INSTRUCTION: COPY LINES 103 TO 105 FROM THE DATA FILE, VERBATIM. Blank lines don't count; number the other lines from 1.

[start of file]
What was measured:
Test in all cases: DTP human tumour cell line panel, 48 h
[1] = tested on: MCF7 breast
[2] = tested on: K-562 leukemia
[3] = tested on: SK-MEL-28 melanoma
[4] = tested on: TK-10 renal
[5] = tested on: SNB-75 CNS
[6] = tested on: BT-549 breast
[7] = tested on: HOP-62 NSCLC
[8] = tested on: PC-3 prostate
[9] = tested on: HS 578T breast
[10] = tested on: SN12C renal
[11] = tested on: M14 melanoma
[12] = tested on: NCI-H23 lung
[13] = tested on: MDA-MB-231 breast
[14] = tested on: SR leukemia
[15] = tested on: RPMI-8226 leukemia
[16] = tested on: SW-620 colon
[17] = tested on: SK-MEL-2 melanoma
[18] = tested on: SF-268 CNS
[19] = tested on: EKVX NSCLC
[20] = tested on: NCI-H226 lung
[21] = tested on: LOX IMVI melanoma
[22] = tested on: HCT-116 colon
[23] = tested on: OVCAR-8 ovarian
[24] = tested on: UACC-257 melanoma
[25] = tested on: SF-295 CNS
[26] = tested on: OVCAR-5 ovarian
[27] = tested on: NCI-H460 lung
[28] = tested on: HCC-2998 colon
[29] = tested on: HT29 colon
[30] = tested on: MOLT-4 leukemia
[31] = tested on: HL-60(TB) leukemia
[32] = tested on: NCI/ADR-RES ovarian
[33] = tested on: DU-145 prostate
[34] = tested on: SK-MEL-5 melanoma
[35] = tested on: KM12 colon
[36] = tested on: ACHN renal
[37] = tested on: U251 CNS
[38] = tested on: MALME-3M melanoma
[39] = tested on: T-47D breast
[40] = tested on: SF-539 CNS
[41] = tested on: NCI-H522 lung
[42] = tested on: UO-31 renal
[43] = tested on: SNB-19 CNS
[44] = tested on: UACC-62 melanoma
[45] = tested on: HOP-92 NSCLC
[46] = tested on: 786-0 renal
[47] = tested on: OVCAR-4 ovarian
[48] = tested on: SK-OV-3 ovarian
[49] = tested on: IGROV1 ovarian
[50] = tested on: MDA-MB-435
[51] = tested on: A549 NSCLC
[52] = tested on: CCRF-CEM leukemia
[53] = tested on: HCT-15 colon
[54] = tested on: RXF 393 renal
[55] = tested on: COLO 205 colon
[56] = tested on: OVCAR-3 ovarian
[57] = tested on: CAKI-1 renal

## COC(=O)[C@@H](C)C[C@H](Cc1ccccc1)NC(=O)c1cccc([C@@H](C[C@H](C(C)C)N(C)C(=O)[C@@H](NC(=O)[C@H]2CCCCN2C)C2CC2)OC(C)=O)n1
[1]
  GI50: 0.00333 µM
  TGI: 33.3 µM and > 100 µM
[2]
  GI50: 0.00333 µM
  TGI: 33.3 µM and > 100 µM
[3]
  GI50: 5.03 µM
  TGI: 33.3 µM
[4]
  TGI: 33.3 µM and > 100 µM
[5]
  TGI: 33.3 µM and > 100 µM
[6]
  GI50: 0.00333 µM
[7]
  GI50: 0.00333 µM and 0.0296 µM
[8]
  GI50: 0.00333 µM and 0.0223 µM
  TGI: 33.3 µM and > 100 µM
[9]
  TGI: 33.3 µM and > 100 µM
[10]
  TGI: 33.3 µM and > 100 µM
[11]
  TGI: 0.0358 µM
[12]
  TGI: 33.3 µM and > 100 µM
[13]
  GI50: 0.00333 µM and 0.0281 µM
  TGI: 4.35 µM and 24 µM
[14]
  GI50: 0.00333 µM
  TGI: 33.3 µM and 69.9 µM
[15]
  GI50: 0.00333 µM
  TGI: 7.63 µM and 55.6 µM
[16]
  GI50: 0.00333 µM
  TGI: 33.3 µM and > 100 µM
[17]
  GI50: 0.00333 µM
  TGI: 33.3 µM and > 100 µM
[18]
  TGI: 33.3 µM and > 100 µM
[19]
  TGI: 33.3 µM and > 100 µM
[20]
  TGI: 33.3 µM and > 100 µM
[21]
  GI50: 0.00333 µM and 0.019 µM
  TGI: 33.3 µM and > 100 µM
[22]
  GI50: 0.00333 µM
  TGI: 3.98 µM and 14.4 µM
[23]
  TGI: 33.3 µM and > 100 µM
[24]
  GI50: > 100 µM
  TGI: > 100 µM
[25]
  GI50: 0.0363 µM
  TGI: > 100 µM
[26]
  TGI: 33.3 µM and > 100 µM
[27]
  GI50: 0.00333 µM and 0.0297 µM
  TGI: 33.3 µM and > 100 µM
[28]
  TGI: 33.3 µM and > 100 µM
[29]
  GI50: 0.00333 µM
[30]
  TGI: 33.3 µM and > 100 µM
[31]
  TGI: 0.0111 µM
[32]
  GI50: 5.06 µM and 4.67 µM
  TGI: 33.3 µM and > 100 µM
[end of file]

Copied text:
  TGI: 33.3 µM and > 100 µM
[18]
  TGI: 33.3 µM and > 100 µM